Caruso has long been of the establishments one is bound to notice while strolling down Bankastræti any given night. Its trademark of sorts is an inviting row of candle-lit windows, where one can usually observe a plethora of seemingly satisfied patrons engaged in conversation while gorging on the restaurant’s version of Italian food.
The restaurant Caruso, then, has an allure when seen from the street, so my companion and I were excited to have the chance to experience it first hand. We were not let down. The first thing one notices when entering Caruso is that it’s every bit as cosy as their window-display indicates. A warmly lit, comfortable establishment, the undertones of an Emiliana Torrini album quietly playing in the background proved a perfect companion to the relaxing dining experience we enjoyed.
Caruso’s menu is spun out of Italian culinary traditions, albeit with a twist; few of the courses are traditionally Italian in the strictest sense. While waiting to order, we munched on fresh baguettes smeared with a garlic-style sauce that accompanied (we were also provided with consumer size packages of smjör – an unfortunate style breaker). For starters, we decided to sample carpaccio with fresh parmigiano (1,550 ISK) along with an interesting course, thinly sliced tuna with tomatoes and mozzarella (1.490). The carpaccio was simply put impeccable. The tuna dish tasted good and was inventively presented.
The extravagant blend of veal and lobster-tails (4,390) was our main course, along with spaghetti Calabrese (1,790). Our otherwise competent waiter neglected to ask for our preferred cookng of the veal, so the too-well-for-our-tastes state it arrived in was a foreseeable disappointment. The course was satisfying and fine tasting however, although the lobster-tails didn’t serve any real purpose apart from adding an air of luxury to the meal. Also extravagant was the size of the veal-cut: fans of meat will not be let down by it.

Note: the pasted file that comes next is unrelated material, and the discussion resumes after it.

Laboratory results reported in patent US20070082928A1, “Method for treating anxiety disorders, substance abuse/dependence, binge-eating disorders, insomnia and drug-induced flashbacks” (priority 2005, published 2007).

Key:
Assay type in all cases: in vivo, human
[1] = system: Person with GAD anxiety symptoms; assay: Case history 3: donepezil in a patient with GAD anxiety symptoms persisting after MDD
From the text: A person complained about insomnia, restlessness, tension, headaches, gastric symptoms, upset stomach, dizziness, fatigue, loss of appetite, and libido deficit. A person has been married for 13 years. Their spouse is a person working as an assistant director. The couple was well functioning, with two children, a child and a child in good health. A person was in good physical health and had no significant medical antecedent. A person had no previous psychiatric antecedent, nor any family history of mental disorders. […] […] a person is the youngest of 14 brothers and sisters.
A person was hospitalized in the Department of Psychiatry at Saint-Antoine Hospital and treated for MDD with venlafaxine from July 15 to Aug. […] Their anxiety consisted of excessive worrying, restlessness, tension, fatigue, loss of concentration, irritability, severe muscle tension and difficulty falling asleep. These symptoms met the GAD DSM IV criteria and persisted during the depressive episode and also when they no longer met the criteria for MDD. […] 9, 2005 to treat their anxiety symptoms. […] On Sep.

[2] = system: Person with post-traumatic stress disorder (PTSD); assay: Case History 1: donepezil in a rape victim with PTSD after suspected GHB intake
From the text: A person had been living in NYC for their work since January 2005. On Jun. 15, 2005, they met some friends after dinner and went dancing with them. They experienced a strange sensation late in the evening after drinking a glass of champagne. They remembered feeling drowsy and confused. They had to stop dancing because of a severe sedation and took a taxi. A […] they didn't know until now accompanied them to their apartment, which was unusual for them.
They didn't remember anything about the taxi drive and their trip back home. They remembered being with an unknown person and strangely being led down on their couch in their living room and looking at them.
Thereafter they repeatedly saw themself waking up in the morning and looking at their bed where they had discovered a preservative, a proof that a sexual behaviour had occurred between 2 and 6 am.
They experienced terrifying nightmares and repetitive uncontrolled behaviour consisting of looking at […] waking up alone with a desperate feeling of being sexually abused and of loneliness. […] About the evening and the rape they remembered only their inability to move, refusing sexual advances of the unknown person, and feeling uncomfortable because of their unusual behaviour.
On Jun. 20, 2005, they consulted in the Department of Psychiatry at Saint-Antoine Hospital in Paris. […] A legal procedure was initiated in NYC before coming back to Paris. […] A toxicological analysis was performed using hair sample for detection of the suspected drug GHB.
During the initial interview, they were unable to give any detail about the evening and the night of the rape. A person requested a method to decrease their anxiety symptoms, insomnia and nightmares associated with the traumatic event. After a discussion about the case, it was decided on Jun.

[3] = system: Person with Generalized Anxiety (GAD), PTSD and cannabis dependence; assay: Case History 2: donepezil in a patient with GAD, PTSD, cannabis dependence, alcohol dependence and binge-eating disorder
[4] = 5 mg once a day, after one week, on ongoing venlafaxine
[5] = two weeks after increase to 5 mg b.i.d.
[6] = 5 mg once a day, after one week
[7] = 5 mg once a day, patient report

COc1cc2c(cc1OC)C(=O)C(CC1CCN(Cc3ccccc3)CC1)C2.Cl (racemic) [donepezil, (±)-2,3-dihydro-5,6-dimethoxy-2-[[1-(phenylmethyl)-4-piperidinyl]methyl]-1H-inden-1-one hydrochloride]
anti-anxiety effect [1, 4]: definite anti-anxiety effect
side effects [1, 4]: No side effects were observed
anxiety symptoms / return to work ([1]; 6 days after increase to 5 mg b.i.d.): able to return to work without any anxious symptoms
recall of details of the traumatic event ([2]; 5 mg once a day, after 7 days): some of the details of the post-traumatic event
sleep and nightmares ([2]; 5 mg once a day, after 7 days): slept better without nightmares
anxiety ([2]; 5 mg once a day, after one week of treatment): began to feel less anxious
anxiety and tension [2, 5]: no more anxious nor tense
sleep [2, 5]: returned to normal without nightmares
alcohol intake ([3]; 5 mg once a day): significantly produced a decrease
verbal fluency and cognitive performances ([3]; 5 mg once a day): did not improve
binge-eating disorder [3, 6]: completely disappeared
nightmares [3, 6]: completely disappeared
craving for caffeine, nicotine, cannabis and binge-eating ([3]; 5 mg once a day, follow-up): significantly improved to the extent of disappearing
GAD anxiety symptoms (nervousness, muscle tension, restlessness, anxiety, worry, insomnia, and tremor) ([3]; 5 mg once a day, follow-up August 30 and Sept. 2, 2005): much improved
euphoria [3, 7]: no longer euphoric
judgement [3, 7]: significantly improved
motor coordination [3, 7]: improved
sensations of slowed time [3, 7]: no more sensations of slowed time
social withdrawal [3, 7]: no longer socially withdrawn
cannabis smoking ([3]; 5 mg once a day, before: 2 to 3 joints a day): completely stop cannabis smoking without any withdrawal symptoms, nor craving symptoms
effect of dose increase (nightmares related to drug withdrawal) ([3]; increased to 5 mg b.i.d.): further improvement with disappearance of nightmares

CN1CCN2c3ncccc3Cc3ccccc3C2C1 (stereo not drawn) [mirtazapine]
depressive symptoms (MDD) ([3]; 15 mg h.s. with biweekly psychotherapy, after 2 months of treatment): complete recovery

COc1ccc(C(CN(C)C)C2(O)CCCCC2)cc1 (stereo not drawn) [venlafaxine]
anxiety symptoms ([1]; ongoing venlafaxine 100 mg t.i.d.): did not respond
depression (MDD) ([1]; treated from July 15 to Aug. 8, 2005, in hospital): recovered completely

The Calabrese was an altogether subtler affair. Plentiful and modestly presented, the course carried the pleasant taste of its fresh ingredients followed by a surprisingly hot aftertaste. The spaghetti was boiled to perfection, too, something often lacking in Iceland’s Italian restaurants.
We enjoyed our desserts in a pleasant Cognac lounge reminiscent of a larger version of some grandmother’s living room. While the homemade coconut ice cream ‘Caruso’ (1,150) was a standard affair, it managed to arouse our stomachs out of the slumber the heavy meal had put them in and thus served its purpose well. However, our order of liquid chocolate cake with ice cream (1,290) was a disappointment: although it had a pleasant taste, it simply wasn’t liquid – causing it to remind us more of a bakery-style ‘skúffukaka’.
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